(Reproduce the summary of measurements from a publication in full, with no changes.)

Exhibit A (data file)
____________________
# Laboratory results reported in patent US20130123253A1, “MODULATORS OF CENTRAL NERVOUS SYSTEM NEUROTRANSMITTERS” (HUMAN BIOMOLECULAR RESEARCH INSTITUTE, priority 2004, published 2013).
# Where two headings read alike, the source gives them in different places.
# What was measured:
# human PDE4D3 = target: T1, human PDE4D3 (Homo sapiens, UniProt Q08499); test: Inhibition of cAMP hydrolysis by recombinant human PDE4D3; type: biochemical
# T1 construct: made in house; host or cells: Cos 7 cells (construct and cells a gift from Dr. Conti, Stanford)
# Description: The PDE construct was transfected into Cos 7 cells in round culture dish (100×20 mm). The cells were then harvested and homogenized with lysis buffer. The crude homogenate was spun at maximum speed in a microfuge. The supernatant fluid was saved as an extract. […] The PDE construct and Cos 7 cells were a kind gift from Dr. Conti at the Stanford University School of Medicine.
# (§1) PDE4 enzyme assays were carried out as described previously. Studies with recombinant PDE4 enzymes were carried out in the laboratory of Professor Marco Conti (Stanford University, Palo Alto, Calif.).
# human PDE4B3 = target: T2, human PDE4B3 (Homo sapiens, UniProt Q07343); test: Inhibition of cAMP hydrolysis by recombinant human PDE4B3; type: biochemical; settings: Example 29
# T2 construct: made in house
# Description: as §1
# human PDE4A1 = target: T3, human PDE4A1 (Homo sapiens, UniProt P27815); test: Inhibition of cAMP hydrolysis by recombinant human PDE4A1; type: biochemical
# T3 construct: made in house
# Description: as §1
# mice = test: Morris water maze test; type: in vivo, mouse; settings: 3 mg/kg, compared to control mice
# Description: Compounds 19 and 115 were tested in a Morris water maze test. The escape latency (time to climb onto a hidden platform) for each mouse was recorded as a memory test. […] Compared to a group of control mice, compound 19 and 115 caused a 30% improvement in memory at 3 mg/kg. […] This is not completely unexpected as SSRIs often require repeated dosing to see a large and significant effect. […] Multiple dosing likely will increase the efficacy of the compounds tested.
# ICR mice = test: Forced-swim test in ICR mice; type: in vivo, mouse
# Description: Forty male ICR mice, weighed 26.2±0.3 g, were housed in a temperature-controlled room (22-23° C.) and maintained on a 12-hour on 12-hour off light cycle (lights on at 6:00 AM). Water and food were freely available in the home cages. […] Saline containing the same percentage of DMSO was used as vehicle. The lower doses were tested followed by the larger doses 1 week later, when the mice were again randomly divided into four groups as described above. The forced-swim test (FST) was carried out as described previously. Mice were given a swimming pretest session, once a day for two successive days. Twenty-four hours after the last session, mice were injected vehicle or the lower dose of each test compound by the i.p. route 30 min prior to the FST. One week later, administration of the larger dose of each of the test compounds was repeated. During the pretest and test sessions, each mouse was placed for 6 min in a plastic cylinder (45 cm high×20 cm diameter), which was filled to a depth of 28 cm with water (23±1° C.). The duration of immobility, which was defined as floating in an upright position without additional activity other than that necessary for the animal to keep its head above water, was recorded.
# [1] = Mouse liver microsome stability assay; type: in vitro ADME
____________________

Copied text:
# Laboratory results reported in patent US20130123253A1, “MODULATORS OF CENTRAL NERVOUS SYSTEM NEUROTRANSMITTERS” (HUMAN BIOMOLECULAR RESEARCH INSTITUTE, priority 2004, published 2013).
# Where two headings read alike, the source gives them in different places.
# What was measured:
# human PDE4D3 = target: T1, human PDE4D3 (Homo sapiens, UniProt Q08499); test: Inhibition of cAMP hydrolysis by recombinant human PDE4D3; type: biochemical
# T1 construct: made in house; host or cells: Cos 7 cells (construct and cells a gift from Dr. Conti, Stanford)
# Description: The PDE construct was transfected into Cos 7 cells in round culture dish (100×20 mm). The cells were then harvested and homogenized with lysis buffer. The crude homogenate was spun at maximum speed in a microfuge. The supernatant fluid was saved as an extract. […] The PDE construct and Cos 7 cells were a kind gift from Dr. Conti at the Stanford University School of Medicine.
# (§1) PDE4 enzyme assays were carried out as described previously. Studies with recombinant PDE4 enzymes were carried out in the laboratory of Professor Marco Conti (Stanford University, Palo Alto, Calif.).
# human PDE4B3 = target: T2, human PDE4B3 (Homo sapiens, UniProt Q07343); test: Inhibition of cAMP hydrolysis by recombinant human PDE4B3; type: biochemical; settings: Example 29
# T2 construct: made in house
# Description: as §1
# human PDE4A1 = target: T3, human PDE4A1 (Homo sapiens, UniProt P27815); test: Inhibition of cAMP hydrolysis by recombinant human PDE4A1; type: biochemical
# T3 construct: made in house
# Description: as §1
# mice = test: Morris water maze test; type: in vivo, mouse; settings: 3 mg/kg, compared to control mice
# Description: Compounds 19 and 115 were tested in a Morris water maze test. The escape latency (time to climb onto a hidden platform) for each mouse was recorded as a memory test. […] Compared to a group of control mice, compound 19 and 115 caused a 30% improvement in memory at 3 mg/kg. […] This is not completely unexpected as SSRIs often require repeated dosing to see a large and significant effect. […] Multiple dosing likely will increase the efficacy of the compounds tested.
# ICR mice = test: Forced-swim test in ICR mice; type: in vivo, mouse
# Description: Forty male ICR mice, weighed 26.2±0.3 g, were housed in a temperature-controlled room (22-23° C.) and maintained on a 12-hour on 12-hour off light cycle (lights on at 6:00 AM). Water and food were freely available in the home cages. […] Saline containing the same percentage of DMSO was used as vehicle. The lower doses were tested followed by the larger doses 1 week later, when the mice were again randomly divided into four groups as described above. The forced-swim test (FST) was carried out as described previously. Mice were given a swimming pretest session, once a day for two successive days. Twenty-four hours after the last session, mice were injected vehicle or the lower dose of each test compound by the i.p. route 30 min prior to the FST. One week later, administration of the larger dose of each of the test compounds was repeated. During the pretest and test sessions, each mouse was placed for 6 min in a plastic cylinder (45 cm high×20 cm diameter), which was filled to a depth of 28 cm with water (23±1° C.). The duration of immobility, which was defined as floating in an upright position without additional activity other than that necessary for the animal to keep its head above water, was recorded.
# [1] = Mouse liver microsome stability assay; type: in vitro ADME